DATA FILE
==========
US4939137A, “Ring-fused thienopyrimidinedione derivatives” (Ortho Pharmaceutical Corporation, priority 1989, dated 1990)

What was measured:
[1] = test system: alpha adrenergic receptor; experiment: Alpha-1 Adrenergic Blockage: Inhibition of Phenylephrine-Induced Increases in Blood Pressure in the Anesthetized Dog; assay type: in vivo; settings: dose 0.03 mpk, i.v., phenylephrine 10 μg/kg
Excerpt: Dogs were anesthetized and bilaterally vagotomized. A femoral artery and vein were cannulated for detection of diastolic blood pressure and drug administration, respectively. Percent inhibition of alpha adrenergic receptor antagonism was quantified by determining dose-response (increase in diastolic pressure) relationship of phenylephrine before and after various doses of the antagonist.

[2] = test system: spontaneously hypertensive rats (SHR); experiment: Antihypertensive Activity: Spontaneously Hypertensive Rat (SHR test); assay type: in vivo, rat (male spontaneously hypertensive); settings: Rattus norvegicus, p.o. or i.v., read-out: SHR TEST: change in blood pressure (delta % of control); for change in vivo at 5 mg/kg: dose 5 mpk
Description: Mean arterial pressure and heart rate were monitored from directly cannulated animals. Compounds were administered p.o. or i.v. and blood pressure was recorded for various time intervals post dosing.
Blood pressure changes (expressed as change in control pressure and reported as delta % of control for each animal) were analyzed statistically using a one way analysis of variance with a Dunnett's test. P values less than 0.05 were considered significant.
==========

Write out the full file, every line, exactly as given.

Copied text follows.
US4939137A, “Ring-fused thienopyrimidinedione derivatives” (Ortho Pharmaceutical Corporation, priority 1989, dated 1990)

What was measured:
[1] = test system: alpha adrenergic receptor; experiment: Alpha-1 Adrenergic Blockage: Inhibition of Phenylephrine-Induced Increases in Blood Pressure in the Anesthetized Dog; assay type: in vivo; settings: dose 0.03 mpk, i.v., phenylephrine 10 μg/kg
Excerpt: Dogs were anesthetized and bilaterally vagotomized. A femoral artery and vein were cannulated for detection of diastolic blood pressure and drug administration, respectively. Percent inhibition of alpha adrenergic receptor antagonism was quantified by determining dose-response (increase in diastolic pressure) relationship of phenylephrine before and after various doses of the antagonist.

[2] = test system: spontaneously hypertensive rats (SHR); experiment: Antihypertensive Activity: Spontaneously Hypertensive Rat (SHR test); assay type: in vivo, rat (male spontaneously hypertensive); settings: Rattus norvegicus, p.o. or i.v., read-out: SHR TEST: change in blood pressure (delta % of control); for change in vivo at 5 mg/kg: dose 5 mpk
Description: Mean arterial pressure and heart rate were monitored from directly cannulated animals. Compounds were administered p.o. or i.v. and blood pressure was recorded for various time intervals post dosing.
Blood pressure changes (expressed as change in control pressure and reported as delta % of control for each animal) were analyzed statistically using a one way analysis of variance with a Dunnett's test. P values less than 0.05 were considered significant.